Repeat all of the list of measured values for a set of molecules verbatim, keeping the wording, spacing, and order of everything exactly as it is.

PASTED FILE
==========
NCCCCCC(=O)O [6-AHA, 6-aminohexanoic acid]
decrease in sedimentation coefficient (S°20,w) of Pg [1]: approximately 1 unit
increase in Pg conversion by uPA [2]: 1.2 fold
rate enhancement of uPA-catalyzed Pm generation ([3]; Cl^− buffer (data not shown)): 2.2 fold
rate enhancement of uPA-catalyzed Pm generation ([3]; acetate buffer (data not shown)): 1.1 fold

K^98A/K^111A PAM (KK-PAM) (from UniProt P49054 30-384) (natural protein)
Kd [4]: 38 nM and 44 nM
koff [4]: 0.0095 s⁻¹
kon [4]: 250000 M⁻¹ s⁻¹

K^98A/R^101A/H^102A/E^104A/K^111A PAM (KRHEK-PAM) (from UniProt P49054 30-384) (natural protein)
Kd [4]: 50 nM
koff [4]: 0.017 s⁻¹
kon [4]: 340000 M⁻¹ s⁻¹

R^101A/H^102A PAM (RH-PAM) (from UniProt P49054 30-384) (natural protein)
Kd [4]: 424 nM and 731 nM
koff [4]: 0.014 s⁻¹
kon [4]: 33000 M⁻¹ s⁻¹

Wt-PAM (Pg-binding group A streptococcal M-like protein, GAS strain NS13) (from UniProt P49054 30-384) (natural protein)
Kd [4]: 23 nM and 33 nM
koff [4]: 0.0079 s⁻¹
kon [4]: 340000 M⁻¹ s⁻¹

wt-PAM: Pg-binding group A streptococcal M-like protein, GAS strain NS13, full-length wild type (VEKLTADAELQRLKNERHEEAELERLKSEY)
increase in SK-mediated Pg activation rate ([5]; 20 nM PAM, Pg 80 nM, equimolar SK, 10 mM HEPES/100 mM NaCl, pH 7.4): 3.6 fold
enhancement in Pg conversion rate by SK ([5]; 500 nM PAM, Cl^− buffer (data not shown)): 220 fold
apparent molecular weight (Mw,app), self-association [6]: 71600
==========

NCCCCCC(=O)O [6-AHA, 6-aminohexanoic acid]
decrease in sedimentation coefficient (S°20,w) of Pg [1]: approximately 1 unit
increase in Pg conversion by uPA [2]: 1.2 fold
rate enhancement of uPA-catalyzed Pm generation ([3]; Cl^− buffer (data not shown)): 2.2 fold
rate enhancement of uPA-catalyzed Pm generation ([3]; acetate buffer (data not shown)): 1.1 fold

K^98A/K^111A PAM (KK-PAM) (from UniProt P49054 30-384) (natural protein)
Kd [4]: 38 nM and 44 nM
koff [4]: 0.0095 s⁻¹
kon [4]: 250000 M⁻¹ s⁻¹

K^98A/R^101A/H^102A/E^104A/K^111A PAM (KRHEK-PAM) (from UniProt P49054 30-384) (natural protein)
Kd [4]: 50 nM
koff [4]: 0.017 s⁻¹
kon [4]: 340000 M⁻¹ s⁻¹

R^101A/H^102A PAM (RH-PAM) (from UniProt P49054 30-384) (natural protein)
Kd [4]: 424 nM and 731 nM
koff [4]: 0.014 s⁻¹
kon [4]: 33000 M⁻¹ s⁻¹

Wt-PAM (Pg-binding group A streptococcal M-like protein, GAS strain NS13) (from UniProt P49054 30-384) (natural protein)
Kd [4]: 23 nM and 33 nM
koff [4]: 0.0079 s⁻¹
kon [4]: 340000 M⁻¹ s⁻¹

wt-PAM: Pg-binding group A streptococcal M-like protein, GAS strain NS13, full-length wild type (VEKLTADAELQRLKNERHEEAELERLKSEY)
increase in SK-mediated Pg activation rate ([5]; 20 nM PAM, Pg 80 nM, equimolar SK, 10 mM HEPES/100 mM NaCl, pH 7.4): 3.6 fold
enhancement in Pg conversion rate by SK ([5]; 500 nM PAM, Cl^− buffer (data not shown)): 220 fold
apparent molecular weight (Mw,app), self-association [6]: 71600